You’re probably wondering why I’m writing to you. I don’t have Aspergers. My son has traits of autism, but not enough for a diagnosis. So what could I say to you, and why should you listen?
I want to tell you how moved I was when I read on several blogs I follow that someone had typed “I wish I didn’t have Aspergers” into google. Not least because the same day my son had yelled, on the verge of meltdown, “I wish I didn’t have dyspraxia and dyslexia and all THIS STUFF!” There is nothing worse than seeing someone in pain, and being powerless to fix it for them. It’s worse than being in pain yourself.
I know something about Aspergers and autism. Through friends, advocates and reading blogs I think I’ve come a long way in my understanding of it. I know more about wishing you’re not who you are.
I’ve struggled with depression for a long time. There have been many moments in my life when I wished I wasn’t me. There are all sorts of bits of myself, physically mentally and emotionally, that at various points I’ve wished away.
I know that it doesn’t matter what I look like, how other people see me, that so long as I try my best to be a good person that’s what matters. For a long time I was surrounded by people who told me I was worthless, and for a long time I believed them. Bullying saps your soul. It’s hard to believe that being unique and true to yourself is fine when people are telling you daily that this isn’t the case. I was 33 when I realised that I was fine. Until then I thought there must be something wrong with me. Once I made the decision to surround myself with people who truly cared, who love me as I am, things became easier. I could still list many things I would change, and I have days when I hate myself, but not nearly as often.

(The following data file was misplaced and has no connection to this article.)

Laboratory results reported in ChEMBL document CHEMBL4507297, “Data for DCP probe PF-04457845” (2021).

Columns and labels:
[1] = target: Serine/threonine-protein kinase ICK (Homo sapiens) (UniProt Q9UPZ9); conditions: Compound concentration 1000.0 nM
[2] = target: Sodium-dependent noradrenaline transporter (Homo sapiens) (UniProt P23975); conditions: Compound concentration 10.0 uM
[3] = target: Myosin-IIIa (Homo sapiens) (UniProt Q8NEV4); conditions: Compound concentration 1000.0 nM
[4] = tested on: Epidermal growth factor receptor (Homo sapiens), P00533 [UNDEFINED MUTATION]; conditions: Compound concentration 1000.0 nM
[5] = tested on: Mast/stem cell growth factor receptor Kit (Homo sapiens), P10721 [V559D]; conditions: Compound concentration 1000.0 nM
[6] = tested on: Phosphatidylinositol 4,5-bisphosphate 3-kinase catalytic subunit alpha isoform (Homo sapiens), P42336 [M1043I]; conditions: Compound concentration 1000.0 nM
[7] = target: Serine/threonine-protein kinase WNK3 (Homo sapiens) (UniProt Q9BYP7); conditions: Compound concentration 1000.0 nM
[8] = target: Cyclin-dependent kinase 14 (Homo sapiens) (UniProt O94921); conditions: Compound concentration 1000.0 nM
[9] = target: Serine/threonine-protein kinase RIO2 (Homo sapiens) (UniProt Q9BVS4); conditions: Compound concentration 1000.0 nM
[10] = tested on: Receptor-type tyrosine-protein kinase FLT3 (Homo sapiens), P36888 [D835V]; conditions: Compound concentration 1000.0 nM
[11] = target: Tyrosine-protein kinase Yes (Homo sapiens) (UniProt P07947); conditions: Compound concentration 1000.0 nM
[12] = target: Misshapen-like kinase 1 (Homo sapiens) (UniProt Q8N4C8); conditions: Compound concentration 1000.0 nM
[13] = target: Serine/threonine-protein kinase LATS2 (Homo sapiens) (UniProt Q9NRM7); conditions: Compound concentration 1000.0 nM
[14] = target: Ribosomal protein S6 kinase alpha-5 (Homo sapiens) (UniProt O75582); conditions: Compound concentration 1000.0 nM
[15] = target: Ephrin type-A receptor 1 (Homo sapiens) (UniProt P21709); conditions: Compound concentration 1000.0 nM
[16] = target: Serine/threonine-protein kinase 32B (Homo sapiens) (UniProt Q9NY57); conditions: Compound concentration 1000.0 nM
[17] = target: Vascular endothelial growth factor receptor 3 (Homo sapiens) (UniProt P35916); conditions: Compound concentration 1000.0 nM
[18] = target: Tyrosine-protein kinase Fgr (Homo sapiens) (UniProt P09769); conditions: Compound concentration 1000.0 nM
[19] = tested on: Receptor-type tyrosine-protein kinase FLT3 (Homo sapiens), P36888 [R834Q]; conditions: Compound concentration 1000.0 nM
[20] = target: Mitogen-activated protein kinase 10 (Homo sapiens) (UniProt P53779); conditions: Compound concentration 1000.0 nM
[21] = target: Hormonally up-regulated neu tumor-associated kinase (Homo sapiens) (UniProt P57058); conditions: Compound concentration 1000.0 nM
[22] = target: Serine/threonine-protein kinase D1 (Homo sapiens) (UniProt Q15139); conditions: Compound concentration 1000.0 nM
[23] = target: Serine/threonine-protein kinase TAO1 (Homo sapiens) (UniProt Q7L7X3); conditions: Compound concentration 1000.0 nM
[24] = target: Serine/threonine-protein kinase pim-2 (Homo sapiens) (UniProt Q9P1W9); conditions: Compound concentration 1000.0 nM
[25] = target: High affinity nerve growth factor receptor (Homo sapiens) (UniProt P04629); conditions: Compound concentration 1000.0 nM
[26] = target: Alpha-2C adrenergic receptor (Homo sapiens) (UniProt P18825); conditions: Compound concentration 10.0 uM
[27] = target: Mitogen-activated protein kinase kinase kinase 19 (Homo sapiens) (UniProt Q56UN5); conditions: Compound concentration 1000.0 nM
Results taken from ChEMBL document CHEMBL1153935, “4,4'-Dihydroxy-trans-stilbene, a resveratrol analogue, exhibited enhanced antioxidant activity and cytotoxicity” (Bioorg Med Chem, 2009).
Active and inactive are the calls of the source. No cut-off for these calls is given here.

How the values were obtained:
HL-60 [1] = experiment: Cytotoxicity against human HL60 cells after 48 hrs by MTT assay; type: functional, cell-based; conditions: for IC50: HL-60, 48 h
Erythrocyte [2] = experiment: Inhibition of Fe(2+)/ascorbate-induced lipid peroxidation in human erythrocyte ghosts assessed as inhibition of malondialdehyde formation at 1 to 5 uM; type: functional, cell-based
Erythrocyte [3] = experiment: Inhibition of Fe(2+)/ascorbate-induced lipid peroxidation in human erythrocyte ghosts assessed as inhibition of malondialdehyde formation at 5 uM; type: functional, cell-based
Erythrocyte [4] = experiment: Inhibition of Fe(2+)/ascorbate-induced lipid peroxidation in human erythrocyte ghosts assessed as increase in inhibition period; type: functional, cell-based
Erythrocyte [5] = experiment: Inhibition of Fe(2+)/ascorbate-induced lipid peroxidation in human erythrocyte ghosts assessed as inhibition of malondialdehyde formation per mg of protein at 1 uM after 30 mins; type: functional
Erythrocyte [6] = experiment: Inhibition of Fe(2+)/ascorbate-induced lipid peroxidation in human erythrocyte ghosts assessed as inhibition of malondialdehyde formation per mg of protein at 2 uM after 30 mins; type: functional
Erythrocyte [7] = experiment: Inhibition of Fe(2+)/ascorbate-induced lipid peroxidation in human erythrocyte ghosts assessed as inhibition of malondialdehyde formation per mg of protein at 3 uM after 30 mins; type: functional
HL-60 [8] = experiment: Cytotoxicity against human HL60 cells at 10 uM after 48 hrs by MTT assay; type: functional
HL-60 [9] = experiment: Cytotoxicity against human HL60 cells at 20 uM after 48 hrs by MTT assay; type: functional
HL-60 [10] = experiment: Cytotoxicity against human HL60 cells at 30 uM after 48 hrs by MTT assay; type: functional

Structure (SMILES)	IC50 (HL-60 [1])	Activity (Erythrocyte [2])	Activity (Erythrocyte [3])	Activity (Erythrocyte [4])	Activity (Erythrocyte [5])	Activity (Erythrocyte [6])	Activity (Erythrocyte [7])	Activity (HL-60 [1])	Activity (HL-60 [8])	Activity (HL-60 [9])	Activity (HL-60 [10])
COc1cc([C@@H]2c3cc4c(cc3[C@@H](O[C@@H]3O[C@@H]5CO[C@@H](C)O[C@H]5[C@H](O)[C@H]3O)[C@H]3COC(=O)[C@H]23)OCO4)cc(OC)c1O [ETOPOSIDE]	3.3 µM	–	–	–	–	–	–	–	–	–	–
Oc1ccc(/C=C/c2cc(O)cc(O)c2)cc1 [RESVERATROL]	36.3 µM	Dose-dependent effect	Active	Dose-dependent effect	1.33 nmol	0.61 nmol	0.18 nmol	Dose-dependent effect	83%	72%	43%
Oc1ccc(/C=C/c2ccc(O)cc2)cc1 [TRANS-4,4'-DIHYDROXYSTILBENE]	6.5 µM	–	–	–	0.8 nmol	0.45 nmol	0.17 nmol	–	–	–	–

It tears me up to see how aware my son is of not being “normal”. It isn’t fair that he struggles so badly, but I can’t change it. I wish I could stop him wishing to be someone else.
If I could change him, would I?
I’d like to take away the dyslexia, so he could get what’s in his head out and let everyone see how brilliant his ideas are.
I’d like to take away the dyspraxia, so his body would do what he tells it to and he wouldn’t feel so frustrated.
I wouldn’t change how he sees the world. I can’t separate out which bits are “autistic traits” and which bits are him. It’s challenging, and it’s hard at times, that’s true. But it’s also inspiring. He’s taught me to see the whole world in a new way. And he wouldn’t be him if he didn’t think like that, view the world that way.
I don’t know who you are or how old you are. I hope you realise that when people say they hate Aspergers or autism they don’t mean they hate you. They hate that you’re struggling. They wish you had it easier. And if people do say they hate you or that you’re less than them because of who you are, I hope you have the strength to walk away, and find the people who appreciate you. You will find them.
There’s plenty in life that’s painful and unfair. I hope you can focus your efforts on the things that can be changed, and find somewhere safe and supportive to let off steam about the things that can’t be changed. It’s fine to feel frustrated, it’s fine to feel angry, so long as you’re not overtaken by it and targeting it at yourself.